Her case had been championed by other criminal justice reform advocates like Alice Marie Johnson, whose life sentence Trump commuted in 2018 at the urging of reality TV star Kim Kardashian West.
Mark Shapiro and Irving Stitsky – Commuted sentence
Trump commuted Shapiro and Stitsky’s sentences after they were convicted in federal court in New York of defrauding more than 250 people in a $23million real estate scam.
Both men were convicted and sentenced to serve 85 years in federal prison.
Prosecutors said Stitsky and Shapiro also diverted millions of dollars of investor funds for their own benefit.
The White House said the men had been offered plea deals to serve no more than nine years but had turned them down and chose instead to go to trial.
A White House news release praised the men as “model prisoners,” who had earned support and praise from other inmates.
Mark Siljander – Full pardon
The former Southwest Michigan congressman was convicted of obstructing justice and failing to register as a foreign agent.
He was sentenced to serve more than a year in prison after being accused of accepting stolen funds on behalf of a Missouri charity with alleged terrorism ties.
Prosecutors said an associate had conspired to hire Siljander to lobby for the charity’s removal from a government list of charities suspected of funding international terrorism.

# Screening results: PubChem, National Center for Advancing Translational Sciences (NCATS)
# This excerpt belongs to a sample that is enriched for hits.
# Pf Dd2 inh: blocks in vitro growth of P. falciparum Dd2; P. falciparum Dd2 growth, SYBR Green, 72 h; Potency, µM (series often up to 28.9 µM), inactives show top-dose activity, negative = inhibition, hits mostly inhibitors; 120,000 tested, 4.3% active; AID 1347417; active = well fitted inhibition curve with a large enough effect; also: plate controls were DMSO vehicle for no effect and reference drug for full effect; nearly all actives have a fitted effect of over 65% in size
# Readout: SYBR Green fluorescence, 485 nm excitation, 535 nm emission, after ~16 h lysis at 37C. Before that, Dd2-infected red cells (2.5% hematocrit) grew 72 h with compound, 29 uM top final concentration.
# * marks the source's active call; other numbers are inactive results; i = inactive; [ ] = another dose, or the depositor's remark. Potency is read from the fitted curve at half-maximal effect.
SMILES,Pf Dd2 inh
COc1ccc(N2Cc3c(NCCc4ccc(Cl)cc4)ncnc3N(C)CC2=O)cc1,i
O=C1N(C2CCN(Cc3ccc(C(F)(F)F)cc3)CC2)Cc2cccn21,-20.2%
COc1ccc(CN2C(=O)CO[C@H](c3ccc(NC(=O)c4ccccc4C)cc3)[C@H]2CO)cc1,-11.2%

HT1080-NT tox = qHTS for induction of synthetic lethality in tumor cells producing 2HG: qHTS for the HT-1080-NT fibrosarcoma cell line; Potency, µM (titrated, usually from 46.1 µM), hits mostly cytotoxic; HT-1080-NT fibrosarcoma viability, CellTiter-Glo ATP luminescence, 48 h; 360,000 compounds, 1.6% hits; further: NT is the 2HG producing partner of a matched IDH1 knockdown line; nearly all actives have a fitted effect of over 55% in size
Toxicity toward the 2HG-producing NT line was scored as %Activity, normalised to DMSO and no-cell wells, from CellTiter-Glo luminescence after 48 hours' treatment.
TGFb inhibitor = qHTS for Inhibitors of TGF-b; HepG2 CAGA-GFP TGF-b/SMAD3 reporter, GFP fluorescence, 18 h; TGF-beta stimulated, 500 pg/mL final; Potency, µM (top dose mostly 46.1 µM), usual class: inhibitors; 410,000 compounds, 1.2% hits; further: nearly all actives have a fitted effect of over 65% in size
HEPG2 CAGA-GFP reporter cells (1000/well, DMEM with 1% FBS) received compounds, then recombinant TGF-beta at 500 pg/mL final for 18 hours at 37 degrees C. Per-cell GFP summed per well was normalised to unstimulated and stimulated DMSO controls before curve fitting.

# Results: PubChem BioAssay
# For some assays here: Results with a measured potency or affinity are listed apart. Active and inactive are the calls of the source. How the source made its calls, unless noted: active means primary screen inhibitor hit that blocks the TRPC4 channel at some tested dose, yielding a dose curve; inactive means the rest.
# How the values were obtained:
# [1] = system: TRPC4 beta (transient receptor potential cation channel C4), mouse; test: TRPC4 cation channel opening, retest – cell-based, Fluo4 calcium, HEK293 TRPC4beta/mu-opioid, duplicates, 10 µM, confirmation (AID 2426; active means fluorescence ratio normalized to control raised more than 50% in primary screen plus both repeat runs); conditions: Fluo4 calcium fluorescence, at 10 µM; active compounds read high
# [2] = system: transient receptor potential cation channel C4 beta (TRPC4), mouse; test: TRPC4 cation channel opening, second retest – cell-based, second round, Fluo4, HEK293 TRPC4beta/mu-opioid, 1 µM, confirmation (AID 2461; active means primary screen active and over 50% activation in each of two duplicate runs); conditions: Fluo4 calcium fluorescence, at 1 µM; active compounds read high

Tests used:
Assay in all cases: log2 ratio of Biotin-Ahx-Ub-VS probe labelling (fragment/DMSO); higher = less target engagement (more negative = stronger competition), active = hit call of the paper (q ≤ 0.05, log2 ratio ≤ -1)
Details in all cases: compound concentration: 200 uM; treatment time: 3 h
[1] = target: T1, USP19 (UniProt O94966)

The charity closed in October 2004 after being designated a global terrorist organization by the US government.
Joseph Martin Stephens – Full pardon
Stephens pleaded guilty in 2008 to being a felon in possession a firearm, a federal offense.
He has previously been convicted of a felony offense in 1991, when he was 19 years old, the White House said.
He served 18 months in prison and was issued a full pardon on Wednesday.
John Tate and Jesse Benton – Full pardon
Two former Ron Paul presidential campaign aides, Tate and Benton were convicted based on indirect campaign payments to a state Senator.
Former campaign chairman Benton and campaign manager Tate were found guilty of a plot to make hidden payments to an Iowa state senator in exchange for his endorsement that prosecutors said corrupted the 2012 Iowa caucus process.
They received 6 months home confinement and 2 years’ probation.
Christopher Wade – Full pardon
The White House said Wade was convicted of multiple cyber-related offenses and has ‘shown remorse and sought to make his community a safer place.’
He was issued a full pardon.
Daniela Gozes-Wagner – Commuted sentence
Wagner is a single mother of two children who has been in federal custody since her 2017 conviction for health care fraud and money laundering.
She worked as a mid-level manager for a company that improperly received Medicare and Medicaid funds
Wagner was the only defendant to go to trial and received a sentence of 20 years’ imprisonment and was ordered to pay $15.2 million in restitution.
Andrew Barron Worden – Full pardon
Wordon received a 1998 conviction for wire fraud.
Worden had just graduated from college and made mistakes in running an investment firm he founded, the White House claimed.
Christopher II X, formerly Christopher Anthony Bryant – Full pardon
For a two-decade period ending in 1998, II X battled a severe addiction to both cocaine and marijuana. In this period he committed numerous state and federal offenses.